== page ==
Highlanders who like books, mail, hotels, and sunbonnets--
I'll claim them!
Friday, June 28, 2013
Our two generations of Mendell ancestry in Pennsylvania make up the lone not-German line, and in fact has its own ethnicity mystery. Civil War vet George Henry Mendell (my second-great-grandfather) was raised in Ligonier where his parents, Colonel Noah Mendell and Mary were innkeepers. Massachusetts- born Noah presumably gained his title in the War of 1812, when he was 22, although I haven't found any evidence of that, and he is of old New England descent. Mary is our Indian legend; born in Nebraska in 1800, on DNA testing she matches with names like "Long Crane Chocsaw" but the ethnicity match is Spanish/Italian/Portugese, and her son George has blue eyes. Conquistador heritage? We came no closer to solving the mystery, although I was tempted to exhume the grave for more info :-)
Ligonier is a charming town which almost resembles a movie set. A library, city hall, and churches surround a central grassy area with gazebo, fountains, and statues. Fort Ligonier, an outpost from the French and Indian War, is located right there, and the main cemetery is across the highway on a hill (but that's not the right one to find).
|Ligonier town square|
Our Mendells are buried in the Old Ligonier cemetery, which is behind the Covenant Presbyterian Church. Their headstones are deteriorating rapidly.
|both headstones together, about middle of the lawn|
|Noah Mendell's headstone|
|Mary S Mendell's headstone|
George, orphaned at a young age, married his childhood sweetheart Margaret Miller in Laughlintown, which is just a few miles down the road from Ligonier. He then served in the Civil War as a Union soldier, and was reportedly wounded at Gettysburg (still trying to sort out some conflicting military records).
|remembering our own soldier|
The Mendell family eventually settled in Nebraska, where George and Margaret are buried.
Perhaps he connected with his mother's heritage there?
Thursday, June 27, 2013
Our Cramer roots extend back in Pennsylvania to the eighteenth century: Adam Cramer, our German emigrant ancestor, was a veteran of the Revolutionary War. These early Cramer, King, and Rambo lines settled in the western highlands of Pennsylvania, a wooded hilly area. Adam and his son Samuel lived in the Milford Township area of Somerset County. Samuel's son John and his wife Sarah (my third-great-grandparents) are buried in Kingwood (same cemetery as the Kregers). John's son Hiram was born in Centerville, had a farm and store in Ursina, but ultimately moved west to Nebraska where he is buried. His grandson Wally is my grandfather.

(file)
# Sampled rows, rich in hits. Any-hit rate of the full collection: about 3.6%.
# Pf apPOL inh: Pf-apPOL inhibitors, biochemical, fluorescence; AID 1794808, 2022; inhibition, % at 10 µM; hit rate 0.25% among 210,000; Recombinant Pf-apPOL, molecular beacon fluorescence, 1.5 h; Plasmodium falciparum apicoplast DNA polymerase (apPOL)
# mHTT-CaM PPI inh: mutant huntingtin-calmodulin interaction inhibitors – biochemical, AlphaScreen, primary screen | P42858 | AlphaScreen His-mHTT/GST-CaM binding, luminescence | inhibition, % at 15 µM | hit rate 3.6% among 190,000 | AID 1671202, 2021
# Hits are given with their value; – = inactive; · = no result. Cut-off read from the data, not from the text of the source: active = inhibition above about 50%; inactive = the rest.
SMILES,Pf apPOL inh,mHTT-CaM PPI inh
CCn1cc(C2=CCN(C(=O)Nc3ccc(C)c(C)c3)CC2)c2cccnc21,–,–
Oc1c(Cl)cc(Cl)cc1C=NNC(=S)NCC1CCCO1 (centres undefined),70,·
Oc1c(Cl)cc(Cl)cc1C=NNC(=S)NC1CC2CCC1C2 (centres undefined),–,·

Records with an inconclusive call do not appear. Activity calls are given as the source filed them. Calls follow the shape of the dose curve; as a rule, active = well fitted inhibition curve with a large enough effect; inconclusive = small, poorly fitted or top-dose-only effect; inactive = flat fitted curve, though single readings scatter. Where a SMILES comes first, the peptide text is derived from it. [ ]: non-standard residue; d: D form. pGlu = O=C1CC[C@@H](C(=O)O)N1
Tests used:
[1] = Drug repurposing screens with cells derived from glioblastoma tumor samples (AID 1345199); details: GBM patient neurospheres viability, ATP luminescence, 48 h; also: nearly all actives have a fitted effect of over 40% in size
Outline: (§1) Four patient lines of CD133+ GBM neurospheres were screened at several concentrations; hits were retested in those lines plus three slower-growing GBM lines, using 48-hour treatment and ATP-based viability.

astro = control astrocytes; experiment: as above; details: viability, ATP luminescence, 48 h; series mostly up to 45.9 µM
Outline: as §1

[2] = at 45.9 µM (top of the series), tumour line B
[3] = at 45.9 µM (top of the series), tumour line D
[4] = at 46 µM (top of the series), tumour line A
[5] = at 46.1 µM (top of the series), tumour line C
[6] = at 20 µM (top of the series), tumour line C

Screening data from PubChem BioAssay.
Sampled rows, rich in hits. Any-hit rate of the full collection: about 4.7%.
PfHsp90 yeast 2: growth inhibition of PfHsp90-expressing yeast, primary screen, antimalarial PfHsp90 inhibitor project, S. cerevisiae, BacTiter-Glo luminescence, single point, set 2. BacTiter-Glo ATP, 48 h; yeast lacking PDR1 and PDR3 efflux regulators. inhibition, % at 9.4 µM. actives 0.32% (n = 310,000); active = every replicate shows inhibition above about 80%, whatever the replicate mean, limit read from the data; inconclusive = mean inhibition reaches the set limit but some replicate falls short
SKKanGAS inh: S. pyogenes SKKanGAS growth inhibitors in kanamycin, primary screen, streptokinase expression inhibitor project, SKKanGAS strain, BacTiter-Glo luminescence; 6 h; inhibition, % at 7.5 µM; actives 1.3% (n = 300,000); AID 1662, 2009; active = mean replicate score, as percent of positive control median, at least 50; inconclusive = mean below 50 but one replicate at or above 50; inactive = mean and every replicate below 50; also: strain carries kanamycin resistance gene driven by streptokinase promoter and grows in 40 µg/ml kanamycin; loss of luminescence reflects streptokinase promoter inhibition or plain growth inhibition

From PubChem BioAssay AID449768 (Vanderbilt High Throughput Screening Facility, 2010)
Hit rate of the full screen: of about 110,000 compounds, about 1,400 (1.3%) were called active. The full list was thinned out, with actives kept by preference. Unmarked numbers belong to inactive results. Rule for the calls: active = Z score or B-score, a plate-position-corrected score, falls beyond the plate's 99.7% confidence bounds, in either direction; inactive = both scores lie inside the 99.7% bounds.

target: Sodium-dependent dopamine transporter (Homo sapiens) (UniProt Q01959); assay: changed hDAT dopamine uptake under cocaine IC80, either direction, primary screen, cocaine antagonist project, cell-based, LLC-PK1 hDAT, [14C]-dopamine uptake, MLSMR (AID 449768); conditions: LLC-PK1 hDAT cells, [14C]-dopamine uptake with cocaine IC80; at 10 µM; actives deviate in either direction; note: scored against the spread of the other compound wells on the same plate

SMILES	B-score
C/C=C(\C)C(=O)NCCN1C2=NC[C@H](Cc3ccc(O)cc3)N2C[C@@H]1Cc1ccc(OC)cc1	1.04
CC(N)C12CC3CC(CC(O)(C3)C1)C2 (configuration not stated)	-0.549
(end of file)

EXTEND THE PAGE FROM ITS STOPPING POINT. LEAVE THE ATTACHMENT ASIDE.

However, following their footsteps was a little tricky. We found John and Sarah at the Kingwood Mount Zion Lutheran Cemetery on Route 281 just past the Humbert Road junction; their headstone is fading fast and is in the far back corner by the trees.
|this cemetery, not the small one behind the church|
|John S. Cramer's headstone|
|Sarah's inscription on the side|
Our other destination was the Cramer-King Cemetery to see Revolutionary War vet Adam Cramer's grave. Findagrave says this cemetery is located on Route 53, and their photo shows a large identifying sign. We approached on a foggy morning, and drove back and forth, asking several people for directions. We learned that the cemetery is actually on Route 281 West, just north of the town of New Centreville.
What you have to do is start with a very patient husband. Then you park at Zambo's Country Cottage restaurant, on the east side of the road (a cash-only establishment featuring ham-loaf dinner).
|Cramer cemetery (back by tree) viewed from the road when it's clear|
Then you have to be brave enough to unwind the chain on the cow pasture (don't touch the electric fence), and walk through the mist and manure.
Have faith that your destination is where the fireman pointed, somewhere in that fog (and that there are no cows in your way)
It's by the big evergreen tree
The sign is no longer there
But Adam Cramer's grave is. Success!
Now good luck finding your car again...